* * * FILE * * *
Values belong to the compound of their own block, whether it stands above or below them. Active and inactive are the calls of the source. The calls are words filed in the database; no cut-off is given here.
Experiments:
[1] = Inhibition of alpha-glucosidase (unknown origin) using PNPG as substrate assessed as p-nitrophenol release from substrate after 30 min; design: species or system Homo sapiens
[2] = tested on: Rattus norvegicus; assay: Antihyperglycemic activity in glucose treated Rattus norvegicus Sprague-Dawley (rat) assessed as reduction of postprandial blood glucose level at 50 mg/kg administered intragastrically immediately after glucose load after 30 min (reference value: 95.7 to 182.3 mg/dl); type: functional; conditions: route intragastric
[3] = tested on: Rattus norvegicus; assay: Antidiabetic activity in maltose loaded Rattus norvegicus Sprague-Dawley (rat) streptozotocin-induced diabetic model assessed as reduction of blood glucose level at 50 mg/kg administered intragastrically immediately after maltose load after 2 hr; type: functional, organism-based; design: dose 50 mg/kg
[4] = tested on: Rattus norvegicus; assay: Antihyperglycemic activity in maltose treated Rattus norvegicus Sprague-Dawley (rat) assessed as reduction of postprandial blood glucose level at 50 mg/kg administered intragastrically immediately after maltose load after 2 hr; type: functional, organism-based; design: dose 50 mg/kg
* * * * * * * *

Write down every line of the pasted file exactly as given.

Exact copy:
Values belong to the compound of their own block, whether it stands above or below them. Active and inactive are the calls of the source. The calls are words filed in the database; no cut-off is given here.
Experiments:
[1] = Inhibition of alpha-glucosidase (unknown origin) using PNPG as substrate assessed as p-nitrophenol release from substrate after 30 min; design: species or system Homo sapiens
[2] = tested on: Rattus norvegicus; assay: Antihyperglycemic activity in glucose treated Rattus norvegicus Sprague-Dawley (rat) assessed as reduction of postprandial blood glucose level at 50 mg/kg administered intragastrically immediately after glucose load after 30 min (reference value: 95.7 to 182.3 mg/dl); type: functional; conditions: route intragastric
[3] = tested on: Rattus norvegicus; assay: Antidiabetic activity in maltose loaded Rattus norvegicus Sprague-Dawley (rat) streptozotocin-induced diabetic model assessed as reduction of blood glucose level at 50 mg/kg administered intragastrically immediately after maltose load after 2 hr; type: functional, organism-based; design: dose 50 mg/kg
[4] = tested on: Rattus norvegicus; assay: Antihyperglycemic activity in maltose treated Rattus norvegicus Sprague-Dawley (rat) assessed as reduction of postprandial blood glucose level at 50 mg/kg administered intragastrically immediately after maltose load after 2 hr; type: functional, organism-based; design: dose 50 mg/kg